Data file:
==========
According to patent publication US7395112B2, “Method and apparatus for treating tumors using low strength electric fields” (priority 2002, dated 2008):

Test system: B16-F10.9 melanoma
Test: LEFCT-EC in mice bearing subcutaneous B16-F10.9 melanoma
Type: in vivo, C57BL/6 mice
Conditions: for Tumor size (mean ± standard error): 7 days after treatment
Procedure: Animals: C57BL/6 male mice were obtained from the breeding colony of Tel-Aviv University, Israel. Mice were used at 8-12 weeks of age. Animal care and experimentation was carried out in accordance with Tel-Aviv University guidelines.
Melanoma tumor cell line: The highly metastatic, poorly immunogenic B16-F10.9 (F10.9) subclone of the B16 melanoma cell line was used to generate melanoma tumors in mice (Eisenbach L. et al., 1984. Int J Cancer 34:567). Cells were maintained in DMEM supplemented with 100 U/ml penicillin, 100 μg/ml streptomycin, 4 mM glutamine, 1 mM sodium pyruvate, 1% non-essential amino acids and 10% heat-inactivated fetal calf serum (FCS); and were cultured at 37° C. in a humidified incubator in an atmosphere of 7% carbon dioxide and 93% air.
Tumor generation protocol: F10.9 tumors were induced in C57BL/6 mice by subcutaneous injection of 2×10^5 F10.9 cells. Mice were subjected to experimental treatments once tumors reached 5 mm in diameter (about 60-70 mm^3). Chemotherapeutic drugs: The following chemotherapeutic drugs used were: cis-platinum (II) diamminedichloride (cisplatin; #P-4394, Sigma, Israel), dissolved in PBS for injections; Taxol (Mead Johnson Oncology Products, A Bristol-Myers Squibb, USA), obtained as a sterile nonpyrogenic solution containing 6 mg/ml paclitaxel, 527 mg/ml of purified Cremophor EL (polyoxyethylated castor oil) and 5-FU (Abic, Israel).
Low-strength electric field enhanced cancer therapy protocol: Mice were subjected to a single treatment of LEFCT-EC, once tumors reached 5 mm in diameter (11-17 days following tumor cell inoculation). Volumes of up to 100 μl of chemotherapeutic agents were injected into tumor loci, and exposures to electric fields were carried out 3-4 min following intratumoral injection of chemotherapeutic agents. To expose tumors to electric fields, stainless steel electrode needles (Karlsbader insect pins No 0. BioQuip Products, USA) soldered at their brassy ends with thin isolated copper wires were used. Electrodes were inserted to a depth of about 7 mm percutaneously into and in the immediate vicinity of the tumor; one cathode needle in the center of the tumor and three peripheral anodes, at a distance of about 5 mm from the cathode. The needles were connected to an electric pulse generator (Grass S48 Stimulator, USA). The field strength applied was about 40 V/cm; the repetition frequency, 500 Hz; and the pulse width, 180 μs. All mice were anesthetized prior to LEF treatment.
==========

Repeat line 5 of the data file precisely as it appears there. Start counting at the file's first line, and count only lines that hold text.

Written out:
Conditions: for Tumor size (mean ± standard error): 7 days after treatment